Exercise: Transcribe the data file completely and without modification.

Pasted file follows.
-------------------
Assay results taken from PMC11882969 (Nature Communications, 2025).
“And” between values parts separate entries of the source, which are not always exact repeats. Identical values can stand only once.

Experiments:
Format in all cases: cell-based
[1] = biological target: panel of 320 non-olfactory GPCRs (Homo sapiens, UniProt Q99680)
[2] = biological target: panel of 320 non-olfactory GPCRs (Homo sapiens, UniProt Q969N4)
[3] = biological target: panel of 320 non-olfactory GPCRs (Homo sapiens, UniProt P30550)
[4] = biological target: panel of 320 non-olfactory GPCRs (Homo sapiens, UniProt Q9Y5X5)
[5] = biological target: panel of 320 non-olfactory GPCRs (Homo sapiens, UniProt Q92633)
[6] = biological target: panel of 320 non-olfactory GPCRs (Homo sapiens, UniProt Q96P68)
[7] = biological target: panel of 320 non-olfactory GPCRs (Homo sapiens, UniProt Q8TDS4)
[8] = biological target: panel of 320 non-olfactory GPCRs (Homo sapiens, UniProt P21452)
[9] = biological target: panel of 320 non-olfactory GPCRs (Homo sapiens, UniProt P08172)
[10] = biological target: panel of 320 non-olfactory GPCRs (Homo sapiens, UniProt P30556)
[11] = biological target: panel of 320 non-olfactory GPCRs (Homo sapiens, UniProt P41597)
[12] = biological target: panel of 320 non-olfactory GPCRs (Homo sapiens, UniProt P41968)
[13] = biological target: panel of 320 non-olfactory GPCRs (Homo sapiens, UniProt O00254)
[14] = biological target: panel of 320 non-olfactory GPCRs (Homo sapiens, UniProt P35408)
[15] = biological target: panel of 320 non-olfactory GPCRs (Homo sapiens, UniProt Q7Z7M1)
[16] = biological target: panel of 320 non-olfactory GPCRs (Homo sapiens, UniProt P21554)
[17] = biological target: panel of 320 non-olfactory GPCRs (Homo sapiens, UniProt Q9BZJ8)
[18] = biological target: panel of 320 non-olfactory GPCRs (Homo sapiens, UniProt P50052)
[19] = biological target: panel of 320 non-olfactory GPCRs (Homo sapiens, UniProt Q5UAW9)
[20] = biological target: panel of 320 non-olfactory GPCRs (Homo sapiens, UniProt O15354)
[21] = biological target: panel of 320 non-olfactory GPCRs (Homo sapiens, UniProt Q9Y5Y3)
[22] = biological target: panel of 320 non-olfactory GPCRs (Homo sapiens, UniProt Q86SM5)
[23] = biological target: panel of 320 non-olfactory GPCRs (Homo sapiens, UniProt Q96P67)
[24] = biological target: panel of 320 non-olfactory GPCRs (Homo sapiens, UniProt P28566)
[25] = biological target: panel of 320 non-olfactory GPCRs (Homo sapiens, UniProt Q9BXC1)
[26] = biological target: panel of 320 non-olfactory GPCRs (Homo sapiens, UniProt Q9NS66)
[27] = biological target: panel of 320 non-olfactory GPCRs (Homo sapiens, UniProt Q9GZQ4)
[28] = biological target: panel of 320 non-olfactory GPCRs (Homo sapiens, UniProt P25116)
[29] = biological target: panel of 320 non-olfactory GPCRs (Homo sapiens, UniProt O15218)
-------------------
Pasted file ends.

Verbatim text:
Assay results taken from PMC11882969 (Nature Communications, 2025).
“And” between values parts separate entries of the source, which are not always exact repeats. Identical values can stand only once.

Experiments:
Format in all cases: cell-based
[1] = biological target: panel of 320 non-olfactory GPCRs (Homo sapiens, UniProt Q99680)
[2] = biological target: panel of 320 non-olfactory GPCRs (Homo sapiens, UniProt Q969N4)
[3] = biological target: panel of 320 non-olfactory GPCRs (Homo sapiens, UniProt P30550)
[4] = biological target: panel of 320 non-olfactory GPCRs (Homo sapiens, UniProt Q9Y5X5)
[5] = biological target: panel of 320 non-olfactory GPCRs (Homo sapiens, UniProt Q92633)
[6] = biological target: panel of 320 non-olfactory GPCRs (Homo sapiens, UniProt Q96P68)
[7] = biological target: panel of 320 non-olfactory GPCRs (Homo sapiens, UniProt Q8TDS4)
[8] = biological target: panel of 320 non-olfactory GPCRs (Homo sapiens, UniProt P21452)
[9] = biological target: panel of 320 non-olfactory GPCRs (Homo sapiens, UniProt P08172)
[10] = biological target: panel of 320 non-olfactory GPCRs (Homo sapiens, UniProt P30556)
[11] = biological target: panel of 320 non-olfactory GPCRs (Homo sapiens, UniProt P41597)
[12] = biological target: panel of 320 non-olfactory GPCRs (Homo sapiens, UniProt P41968)
[13] = biological target: panel of 320 non-olfactory GPCRs (Homo sapiens, UniProt O00254)
[14] = biological target: panel of 320 non-olfactory GPCRs (Homo sapiens, UniProt P35408)
[15] = biological target: panel of 320 non-olfactory GPCRs (Homo sapiens, UniProt Q7Z7M1)
[16] = biological target: panel of 320 non-olfactory GPCRs (Homo sapiens, UniProt P21554)
[17] = biological target: panel of 320 non-olfactory GPCRs (Homo sapiens, UniProt Q9BZJ8)
[18] = biological target: panel of 320 non-olfactory GPCRs (Homo sapiens, UniProt P50052)
[19] = biological target: panel of 320 non-olfactory GPCRs (Homo sapiens, UniProt Q5UAW9)
[20] = biological target: panel of 320 non-olfactory GPCRs (Homo sapiens, UniProt O15354)
[21] = biological target: panel of 320 non-olfactory GPCRs (Homo sapiens, UniProt Q9Y5Y3)
[22] = biological target: panel of 320 non-olfactory GPCRs (Homo sapiens, UniProt Q86SM5)
[23] = biological target: panel of 320 non-olfactory GPCRs (Homo sapiens, UniProt Q96P67)
[24] = biological target: panel of 320 non-olfactory GPCRs (Homo sapiens, UniProt P28566)
[25] = biological target: panel of 320 non-olfactory GPCRs (Homo sapiens, UniProt Q9BXC1)
[26] = biological target: panel of 320 non-olfactory GPCRs (Homo sapiens, UniProt Q9NS66)
[27] = biological target: panel of 320 non-olfactory GPCRs (Homo sapiens, UniProt Q9GZQ4)
[28] = biological target: panel of 320 non-olfactory GPCRs (Homo sapiens, UniProt P25116)
[29] = biological target: panel of 320 non-olfactory GPCRs (Homo sapiens, UniProt O15218)